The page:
Chickpea and lamb kofta tagine- a warming and hearty meal perfect for a midweek dinner! One more photo? Go on then!

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Shashlik style spiced paneer

Shashlik is a takeaway and restaurant classic that never fails to please. I have made this recipe easier to file at home by cooking the paneer in a large roasting dish to save time however if you want to thread the paneer and vegetables on skewers then it will work just as well. You can also use chicken for this recipe if you prefer but if you’re not familiar with paneer then now is your chance to try it. Paneer is a firm cottage style cheese which loves spice!

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Ingredients- serves 2-3
1 1/2 tsp of the following spices: Ground cumin, ground coriander, turmeric, mango powder, chilli powder, garam masala, ajwain seeds
1 tbsp garlic ginger puree
2 packs of paneer
100ml natural yogurt
Lemon juice
1 large red and 1 large green bell pepper
2 small red onions
Handful of baby plum tomatoes

1. Plan ahead so you have plenty of time for the marinade to work its magic with the paneer. Start off by cutting the paneer blocks into large, even chunks. Make the spice mix by combining all the spices and stir through the yogurt. Toss the paneer chunks and vegetables in the marinade, cover the bowl and chill for at least 2 hours but overnight if you can.

2. When you’re ready to cook, preheat the oven to 200c/ 170fan. Take a large roasting tray and add the paneer mixture and give a good squeeze of lemon over the top to bring the flavours alive. Cook for around half an hour until the paneer is golden and vegetables are tender. Give the tray a jiggle halfway through cooking. Serve with beads such as paratha or chapatis.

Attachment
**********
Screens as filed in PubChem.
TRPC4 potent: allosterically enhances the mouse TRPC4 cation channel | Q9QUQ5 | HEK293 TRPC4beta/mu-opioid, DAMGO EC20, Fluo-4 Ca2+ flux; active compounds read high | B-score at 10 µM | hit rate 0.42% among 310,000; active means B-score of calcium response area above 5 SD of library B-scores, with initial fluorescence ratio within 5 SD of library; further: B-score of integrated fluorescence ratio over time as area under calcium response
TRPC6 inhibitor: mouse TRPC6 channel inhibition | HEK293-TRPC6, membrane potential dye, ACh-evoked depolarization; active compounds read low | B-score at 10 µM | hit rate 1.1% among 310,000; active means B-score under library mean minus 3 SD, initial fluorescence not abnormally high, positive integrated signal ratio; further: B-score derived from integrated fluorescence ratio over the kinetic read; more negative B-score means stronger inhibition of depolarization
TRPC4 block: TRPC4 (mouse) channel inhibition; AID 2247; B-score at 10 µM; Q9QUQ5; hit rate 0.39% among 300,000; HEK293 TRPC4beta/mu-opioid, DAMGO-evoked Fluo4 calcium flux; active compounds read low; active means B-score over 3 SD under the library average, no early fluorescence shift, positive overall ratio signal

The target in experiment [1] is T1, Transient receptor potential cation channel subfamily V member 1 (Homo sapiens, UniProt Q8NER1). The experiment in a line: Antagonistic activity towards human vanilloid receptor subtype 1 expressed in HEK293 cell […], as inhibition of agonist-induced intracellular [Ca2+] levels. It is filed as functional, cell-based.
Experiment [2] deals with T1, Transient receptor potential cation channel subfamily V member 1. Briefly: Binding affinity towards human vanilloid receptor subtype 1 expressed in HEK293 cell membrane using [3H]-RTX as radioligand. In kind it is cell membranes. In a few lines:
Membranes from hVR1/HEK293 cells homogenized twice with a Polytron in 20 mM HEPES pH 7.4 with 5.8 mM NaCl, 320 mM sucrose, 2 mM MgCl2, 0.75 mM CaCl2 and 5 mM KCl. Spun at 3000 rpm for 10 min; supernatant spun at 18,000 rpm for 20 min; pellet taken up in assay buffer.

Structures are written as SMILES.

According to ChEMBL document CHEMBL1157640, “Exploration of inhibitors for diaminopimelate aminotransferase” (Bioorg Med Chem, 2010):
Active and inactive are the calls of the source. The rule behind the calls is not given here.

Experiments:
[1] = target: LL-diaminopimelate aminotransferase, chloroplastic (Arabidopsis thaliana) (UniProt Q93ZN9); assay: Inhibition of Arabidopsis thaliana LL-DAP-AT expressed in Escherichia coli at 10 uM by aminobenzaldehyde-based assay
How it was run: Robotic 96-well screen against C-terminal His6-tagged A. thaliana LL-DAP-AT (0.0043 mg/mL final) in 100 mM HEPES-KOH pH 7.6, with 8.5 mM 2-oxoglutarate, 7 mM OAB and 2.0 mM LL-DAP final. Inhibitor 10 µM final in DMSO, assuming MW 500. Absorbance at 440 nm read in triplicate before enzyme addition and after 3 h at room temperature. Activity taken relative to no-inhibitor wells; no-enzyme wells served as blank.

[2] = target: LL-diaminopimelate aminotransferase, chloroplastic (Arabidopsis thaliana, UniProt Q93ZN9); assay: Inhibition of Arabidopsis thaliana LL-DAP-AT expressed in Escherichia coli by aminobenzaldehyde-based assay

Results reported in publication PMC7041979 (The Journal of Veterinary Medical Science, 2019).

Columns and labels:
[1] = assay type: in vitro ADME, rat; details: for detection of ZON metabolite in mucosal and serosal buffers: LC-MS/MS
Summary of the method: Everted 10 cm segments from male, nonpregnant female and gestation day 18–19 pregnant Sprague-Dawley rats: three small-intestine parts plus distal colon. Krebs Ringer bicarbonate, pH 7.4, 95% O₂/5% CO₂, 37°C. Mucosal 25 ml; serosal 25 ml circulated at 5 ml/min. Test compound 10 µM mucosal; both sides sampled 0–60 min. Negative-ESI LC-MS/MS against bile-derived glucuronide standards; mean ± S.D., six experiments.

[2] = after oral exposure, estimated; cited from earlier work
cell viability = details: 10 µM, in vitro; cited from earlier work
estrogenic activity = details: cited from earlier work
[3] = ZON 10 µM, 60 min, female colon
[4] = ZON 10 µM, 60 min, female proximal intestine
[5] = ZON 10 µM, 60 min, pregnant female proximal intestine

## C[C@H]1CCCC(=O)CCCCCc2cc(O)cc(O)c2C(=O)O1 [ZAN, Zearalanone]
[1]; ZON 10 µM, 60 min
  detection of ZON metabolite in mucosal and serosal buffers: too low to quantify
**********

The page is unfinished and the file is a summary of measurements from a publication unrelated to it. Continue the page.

Shashlik style paneer- a simple twist on a classic that’ll wake up your tastebuds!

Aromatic Thai roasted duck legs with jasmine rice

Bring a new lease of life to duck legs! If you’re fed up with basic roasted duck then have a go at this! All the traditional Thai flavours are in this recipe which go well with the richness of the duck and freshens it up.

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Ingredients- serves 2
2 duck legs
3 spring onions- shredded
100- 150g jasmine rice

For the marinade:
1 stick of lemongrass- finely chopped
1 lime- zested and juiced
1/2 tbsp groundnut or vegetable oil
Handful of coriander- chopped
2 shallots- finely chopped
Small piece of fresh ginger- grated or finely chopped
1 tsp soft brown sugar
1/2 tsp Thai fish sauce
1/2 tsp light soy sauce
1 /2 tsp each of ground coriander, turmeric and cumin
1 tbsp tamarind paste
2 garlic cloves- crushed
Small red chilli- deseeded and finely chopped

1. This recipe can be done on the day you want it but prepare the duck the day before if you have the time but it’s delicious either way. Place the duck legs in a bowl and add all of the marinade ingredients in with it. Combine the ingredients well and off you go! Season well and cover before leaving in the fridge overnight or for as long as you can. I have used fresh lime in the marinade to add an acidity however kaffir lime leaves would also work to infuse.

2. When ready to eat, preheat the oven to 180c/ 160 fan and place the duck legs on a baking tray or rack. Cook for around 40 minutes until the duck is cooked through and the juices run clear. Check it halfway and cover loosely with foil if it is getting a bit too golden too quickly.

3. Just before the duck is ready, cook the jasmine rice as per instructions. I like to add in 2 shredded spring onions to add extra flavour. Serve with the duck and scatter over the remaining onion and coriander. You may like to serve some other vegetables on the side such as sugar snap peas or Asian greens- or both! I like to either steam or griddle the greens with a splash of sesame oil to finish; a great accompaniment for a range of dishes!

Aromatic Thai duck legs- a sure fire hit!